Fly over the sunset is, appropriately for its subject matter, a strange journey of a musical – delicious in places, out of touch in others, and mostly boring and depressing. The real draw is that this Lincoln Center musical (until February 6, 2022) has Tony Yazbeck as Cary Grant dancing and dancing alongside Atticus Ware as Cary Grant’s youngest. It’s dance, choreographed by Michelle Dorrance, like pure art.
The musical, directed by James Lapine, follows an imagined encounter in the late 1950s between Cary Grant (Yazbeck), Aldous Huxley (Harry Hadden-Paton) and Clare Boothe Luce (Carmen Cusack), all tripping over LSD. at Luce’s the glamorous Malibu mansion as their respective journeys bring them face to face with old demons.
Aside from Yazbeck doing a second and wonderful dance routine, the drug-induced experiences lead to heavy misery and self-examination. The trio hail their drug use as liberating and fun; this certainly does not appear to be the case while watching this show. Instead, it just confirms the truth that there is no worse trip than having to attend someone else’s.
Alongside the three main characters is Gerald Heard (Robert Sella), the so-called New Age Godfather who was close to both Huxley and Luce and who serves as their âguideâ in their drugged self-exploration. But the play doesn’t explain Heard’s presence or character, and on stage, Sella is sort of stuck and incidental. It’s odd that the play doesn’t describe who he is, as there are tiles that look like copy-pasted Wikipedia entries as the characters reveal pieces from their childhood and various markers of life and tragedy.
When details aren’t awkwardly communicated, the musical’s creators assume audiences know what they know, so shame on you unless you know of Dalton Trumbo’s relevance or Grant’s connection to Randolph Scott. Both are mentioned in passing, and both are not elaborate.
The musical – featuring a book by Rabbit, music by Tom Kitt, and lyrics by Michael Korie – is titled by its lavishly edited main song, as Luce recalls an LSD experience that mimicked the sensation of flying around. Los Angeles. It’s weird: a song about drug use that feels more like a romantic, lush number.
We first see the characters separately. Huxley’s first trip, alongside his wife Maria (Laura Shoop) and Gerald, takes place at a drugstore, where he questions the name of Mum deodorant and the presence of hemorrhoid preparations. Here we first see the versatility of Beowulf Boritt’s set design – an empty amphitheater that ultimately takes elements of a Malibu beach house, rough seas, and even a movie set thanks to the screenings of 59 Screenings.
The title song is the key to what goes wrong in the series. Carmen Cusack sings it beautifully, but she – and the show – keeps repeating that it’s all about taking LSD. It’s one thing for a show to present taking LSD as a gateway to character exploration, or whatever, but just to have the act of taking drugs because it looks awfully like a pushy person. that she’s cool, she really is.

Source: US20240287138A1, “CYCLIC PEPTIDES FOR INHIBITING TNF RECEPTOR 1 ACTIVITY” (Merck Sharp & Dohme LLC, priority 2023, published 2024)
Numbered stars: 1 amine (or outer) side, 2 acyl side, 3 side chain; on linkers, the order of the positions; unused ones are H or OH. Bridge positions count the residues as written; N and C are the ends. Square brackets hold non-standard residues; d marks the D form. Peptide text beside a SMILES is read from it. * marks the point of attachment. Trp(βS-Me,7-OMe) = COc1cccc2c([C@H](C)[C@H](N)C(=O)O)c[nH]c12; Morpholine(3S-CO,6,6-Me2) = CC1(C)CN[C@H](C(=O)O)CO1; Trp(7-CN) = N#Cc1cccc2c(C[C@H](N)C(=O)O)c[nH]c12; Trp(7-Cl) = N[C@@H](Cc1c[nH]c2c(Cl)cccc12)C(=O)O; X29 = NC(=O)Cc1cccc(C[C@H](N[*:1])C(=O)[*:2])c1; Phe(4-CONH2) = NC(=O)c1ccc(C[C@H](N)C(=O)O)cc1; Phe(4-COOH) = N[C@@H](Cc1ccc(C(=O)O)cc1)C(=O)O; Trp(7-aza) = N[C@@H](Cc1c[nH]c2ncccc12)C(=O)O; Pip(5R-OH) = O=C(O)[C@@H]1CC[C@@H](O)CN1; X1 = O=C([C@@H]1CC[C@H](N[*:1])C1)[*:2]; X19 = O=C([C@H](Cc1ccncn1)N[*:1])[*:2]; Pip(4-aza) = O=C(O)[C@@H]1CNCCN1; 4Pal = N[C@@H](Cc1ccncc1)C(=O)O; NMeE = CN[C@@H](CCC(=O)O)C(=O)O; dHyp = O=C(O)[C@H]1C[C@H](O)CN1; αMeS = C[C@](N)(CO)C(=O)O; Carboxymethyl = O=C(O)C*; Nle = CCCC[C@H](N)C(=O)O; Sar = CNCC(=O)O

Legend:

Only Yazbeck-as-Grant’s drug use is revealing in this sense, and not just because of the fantastic dancing. His childhood as Archie Leech and his memories of his abusive father are truly touching. Later, we see him swirling, quarreling, and parrying with Sophia Loren; then we see him dressed in a “penis rocket” as his journey intensifies.
There is lightness and darkness in his journey, a story and a surreal flight. But, despite the performances of Haddon-Paton and Cusack, their characters’ stories are bleak, directionless, and repetitive; both speak of heartbreak – Huxley over the loss of his wife, Luce over the deaths of his daughter and mother – and neither manages to escape the overworked narrative dead ends they find themselves in. Fly over the sunset feels a little too gracious for the surreal mess of an LSD trip. Its best parts, as a business exercise, are seeing the principals just being high and dumb like people on drugs, not getting along, just basking in being dumb.
There is not, as one would expect, a deep bond forged between those present. Each makes their own journey around each other, but in private. What do we discover about them that is convincing, surprising? Not a lot. The fact that there has been a huge distance between Cary Grant the movie star and Cary Grant the person is not much of a surprise. Huxley and Luce both miss their loved ones, as we expected them to.
There is barely a word of anger uttered between them in two hours and forty minutes; instead people repeat themselves about using drugs, man, and getting stuck in their own stories. Disgusted, Gerald says Clare was rude to him when she was traveling. Clare calls it like a thought. And instead of really confronting her about it, everyone’s talking to everyone off the rim. She apologizes, but it’s a strange moment of conflict and unsatisfying resolution that serves to remind audiences how stripped of drama the show itself. Yazbeck’s dance is a delight, but her dazzling can’t save us from a bad trip.